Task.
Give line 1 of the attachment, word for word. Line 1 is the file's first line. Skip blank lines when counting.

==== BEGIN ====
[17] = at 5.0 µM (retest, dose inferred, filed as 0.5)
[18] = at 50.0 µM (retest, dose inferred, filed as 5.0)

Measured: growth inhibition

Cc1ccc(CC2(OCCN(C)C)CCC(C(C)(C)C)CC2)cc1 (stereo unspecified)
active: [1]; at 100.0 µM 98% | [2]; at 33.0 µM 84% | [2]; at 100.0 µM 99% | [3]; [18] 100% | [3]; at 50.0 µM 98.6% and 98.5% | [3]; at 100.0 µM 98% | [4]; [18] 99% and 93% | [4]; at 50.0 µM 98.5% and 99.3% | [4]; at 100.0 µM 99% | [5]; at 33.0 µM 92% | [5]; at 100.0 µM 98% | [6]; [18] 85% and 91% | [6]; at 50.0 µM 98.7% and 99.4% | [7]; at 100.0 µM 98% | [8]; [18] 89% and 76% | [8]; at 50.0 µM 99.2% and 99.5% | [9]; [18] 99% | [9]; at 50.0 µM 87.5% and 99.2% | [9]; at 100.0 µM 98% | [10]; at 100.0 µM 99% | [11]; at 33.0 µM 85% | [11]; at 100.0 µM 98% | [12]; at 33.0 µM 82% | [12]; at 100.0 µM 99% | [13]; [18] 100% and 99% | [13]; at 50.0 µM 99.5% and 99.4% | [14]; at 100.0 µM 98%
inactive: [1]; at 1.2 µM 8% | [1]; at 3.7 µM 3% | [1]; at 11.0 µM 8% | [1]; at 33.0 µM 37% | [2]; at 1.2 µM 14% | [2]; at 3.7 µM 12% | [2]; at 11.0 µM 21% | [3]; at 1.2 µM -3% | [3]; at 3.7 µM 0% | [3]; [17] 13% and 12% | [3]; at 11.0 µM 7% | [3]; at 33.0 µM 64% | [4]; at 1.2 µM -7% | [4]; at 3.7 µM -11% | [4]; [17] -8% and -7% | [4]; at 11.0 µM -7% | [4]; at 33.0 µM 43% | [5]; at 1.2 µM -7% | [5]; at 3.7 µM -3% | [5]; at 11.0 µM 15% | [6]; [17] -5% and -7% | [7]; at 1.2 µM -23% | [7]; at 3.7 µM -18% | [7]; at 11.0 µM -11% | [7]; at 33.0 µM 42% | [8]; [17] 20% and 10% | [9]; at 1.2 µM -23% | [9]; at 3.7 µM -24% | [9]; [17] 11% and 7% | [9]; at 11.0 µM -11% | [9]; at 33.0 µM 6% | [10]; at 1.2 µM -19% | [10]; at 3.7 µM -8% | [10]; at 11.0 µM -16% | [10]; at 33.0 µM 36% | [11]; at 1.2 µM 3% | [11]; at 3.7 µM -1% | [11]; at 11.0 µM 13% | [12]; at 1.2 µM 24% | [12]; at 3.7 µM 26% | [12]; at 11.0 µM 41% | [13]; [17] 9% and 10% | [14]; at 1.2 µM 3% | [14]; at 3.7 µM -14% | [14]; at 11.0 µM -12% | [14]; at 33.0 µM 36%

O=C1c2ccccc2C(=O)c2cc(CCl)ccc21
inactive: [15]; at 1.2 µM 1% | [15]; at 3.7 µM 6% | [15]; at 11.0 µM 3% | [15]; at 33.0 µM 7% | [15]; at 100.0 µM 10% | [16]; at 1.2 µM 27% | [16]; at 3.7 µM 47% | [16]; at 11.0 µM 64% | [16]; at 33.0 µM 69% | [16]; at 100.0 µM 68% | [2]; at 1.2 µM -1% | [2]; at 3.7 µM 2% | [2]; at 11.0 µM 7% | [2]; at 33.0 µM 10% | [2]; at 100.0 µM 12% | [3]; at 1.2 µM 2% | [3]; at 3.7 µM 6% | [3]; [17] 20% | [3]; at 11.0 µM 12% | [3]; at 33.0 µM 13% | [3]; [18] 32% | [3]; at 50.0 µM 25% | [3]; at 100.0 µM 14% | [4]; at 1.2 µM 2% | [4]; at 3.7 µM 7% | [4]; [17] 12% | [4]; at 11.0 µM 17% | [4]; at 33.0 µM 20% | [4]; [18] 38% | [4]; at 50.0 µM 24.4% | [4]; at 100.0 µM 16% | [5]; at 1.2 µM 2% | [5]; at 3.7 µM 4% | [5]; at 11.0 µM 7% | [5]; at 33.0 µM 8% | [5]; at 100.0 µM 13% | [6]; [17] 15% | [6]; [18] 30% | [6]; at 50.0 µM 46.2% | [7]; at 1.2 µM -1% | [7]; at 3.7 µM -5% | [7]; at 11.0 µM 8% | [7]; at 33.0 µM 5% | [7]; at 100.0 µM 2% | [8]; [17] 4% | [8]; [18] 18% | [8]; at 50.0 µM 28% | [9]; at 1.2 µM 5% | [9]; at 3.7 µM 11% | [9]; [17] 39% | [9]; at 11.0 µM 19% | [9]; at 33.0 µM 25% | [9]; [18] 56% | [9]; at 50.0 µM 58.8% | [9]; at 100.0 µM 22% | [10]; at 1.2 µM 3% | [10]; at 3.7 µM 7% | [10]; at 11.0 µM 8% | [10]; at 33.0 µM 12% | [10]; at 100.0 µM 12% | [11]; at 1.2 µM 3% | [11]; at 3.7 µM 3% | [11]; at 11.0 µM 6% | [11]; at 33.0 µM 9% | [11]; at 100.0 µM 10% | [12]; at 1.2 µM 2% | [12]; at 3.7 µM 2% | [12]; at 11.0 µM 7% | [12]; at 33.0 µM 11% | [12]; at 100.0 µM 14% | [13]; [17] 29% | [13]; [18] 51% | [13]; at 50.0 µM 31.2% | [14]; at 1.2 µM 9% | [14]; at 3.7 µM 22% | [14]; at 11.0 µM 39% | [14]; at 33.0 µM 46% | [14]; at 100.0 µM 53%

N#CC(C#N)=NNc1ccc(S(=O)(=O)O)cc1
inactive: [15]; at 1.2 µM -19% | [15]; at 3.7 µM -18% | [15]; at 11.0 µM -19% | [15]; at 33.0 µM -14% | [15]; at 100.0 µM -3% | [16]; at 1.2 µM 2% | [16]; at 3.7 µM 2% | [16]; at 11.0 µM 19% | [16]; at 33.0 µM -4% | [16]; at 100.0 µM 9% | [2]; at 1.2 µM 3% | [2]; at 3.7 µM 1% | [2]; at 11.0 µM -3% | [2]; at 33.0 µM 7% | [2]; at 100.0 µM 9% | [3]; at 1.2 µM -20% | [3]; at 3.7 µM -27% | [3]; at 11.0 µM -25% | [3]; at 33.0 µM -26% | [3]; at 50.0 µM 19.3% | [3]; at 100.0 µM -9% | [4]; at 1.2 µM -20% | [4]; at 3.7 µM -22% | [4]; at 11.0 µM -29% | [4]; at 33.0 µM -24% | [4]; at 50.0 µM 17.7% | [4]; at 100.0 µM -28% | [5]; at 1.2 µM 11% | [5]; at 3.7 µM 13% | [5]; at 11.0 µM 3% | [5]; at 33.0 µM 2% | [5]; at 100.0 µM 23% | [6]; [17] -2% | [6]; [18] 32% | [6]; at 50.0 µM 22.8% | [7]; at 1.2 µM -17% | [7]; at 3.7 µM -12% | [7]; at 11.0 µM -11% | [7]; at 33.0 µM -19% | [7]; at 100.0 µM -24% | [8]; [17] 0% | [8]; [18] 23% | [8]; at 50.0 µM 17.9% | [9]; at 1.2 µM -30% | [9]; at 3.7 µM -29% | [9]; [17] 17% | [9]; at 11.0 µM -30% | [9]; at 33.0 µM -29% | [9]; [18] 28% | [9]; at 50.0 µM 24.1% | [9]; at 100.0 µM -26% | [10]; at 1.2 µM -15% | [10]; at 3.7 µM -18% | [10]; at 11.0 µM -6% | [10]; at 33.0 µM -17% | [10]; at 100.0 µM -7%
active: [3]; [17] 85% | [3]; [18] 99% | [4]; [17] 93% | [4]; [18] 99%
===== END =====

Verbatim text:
[17] = at 5.0 µM (retest, dose inferred, filed as 0.5)